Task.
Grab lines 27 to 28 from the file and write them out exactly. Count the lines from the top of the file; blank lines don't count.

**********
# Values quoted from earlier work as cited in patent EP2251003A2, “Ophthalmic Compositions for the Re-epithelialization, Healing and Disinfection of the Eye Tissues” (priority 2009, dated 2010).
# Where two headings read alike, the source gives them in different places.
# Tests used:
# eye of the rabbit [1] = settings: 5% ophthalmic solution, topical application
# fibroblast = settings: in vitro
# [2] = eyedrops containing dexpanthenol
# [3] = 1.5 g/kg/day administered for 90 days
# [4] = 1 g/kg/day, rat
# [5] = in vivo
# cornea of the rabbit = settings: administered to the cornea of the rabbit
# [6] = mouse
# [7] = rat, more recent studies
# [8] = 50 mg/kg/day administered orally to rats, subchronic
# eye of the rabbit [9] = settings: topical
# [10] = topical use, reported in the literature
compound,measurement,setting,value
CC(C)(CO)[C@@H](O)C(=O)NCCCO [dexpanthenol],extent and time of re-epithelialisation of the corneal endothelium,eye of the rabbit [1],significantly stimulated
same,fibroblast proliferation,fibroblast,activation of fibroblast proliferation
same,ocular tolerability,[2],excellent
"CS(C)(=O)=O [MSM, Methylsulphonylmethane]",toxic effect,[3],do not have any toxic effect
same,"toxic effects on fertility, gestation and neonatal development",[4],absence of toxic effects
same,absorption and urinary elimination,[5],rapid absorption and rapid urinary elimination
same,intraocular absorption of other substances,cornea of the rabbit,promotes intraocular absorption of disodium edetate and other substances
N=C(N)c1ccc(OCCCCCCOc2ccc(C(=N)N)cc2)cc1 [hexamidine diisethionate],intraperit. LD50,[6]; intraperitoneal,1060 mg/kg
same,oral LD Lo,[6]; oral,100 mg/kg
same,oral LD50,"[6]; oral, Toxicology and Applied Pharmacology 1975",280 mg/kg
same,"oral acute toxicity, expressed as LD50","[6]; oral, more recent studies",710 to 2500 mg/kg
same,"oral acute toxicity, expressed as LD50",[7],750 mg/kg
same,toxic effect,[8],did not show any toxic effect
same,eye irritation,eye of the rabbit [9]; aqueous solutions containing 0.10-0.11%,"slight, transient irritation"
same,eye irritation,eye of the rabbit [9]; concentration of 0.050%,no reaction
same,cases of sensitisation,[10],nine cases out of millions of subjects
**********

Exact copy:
same,"oral acute toxicity, expressed as LD50","[6]; oral, more recent studies",710 to 2500 mg/kg
same,"oral acute toxicity, expressed as LD50",[7],750 mg/kg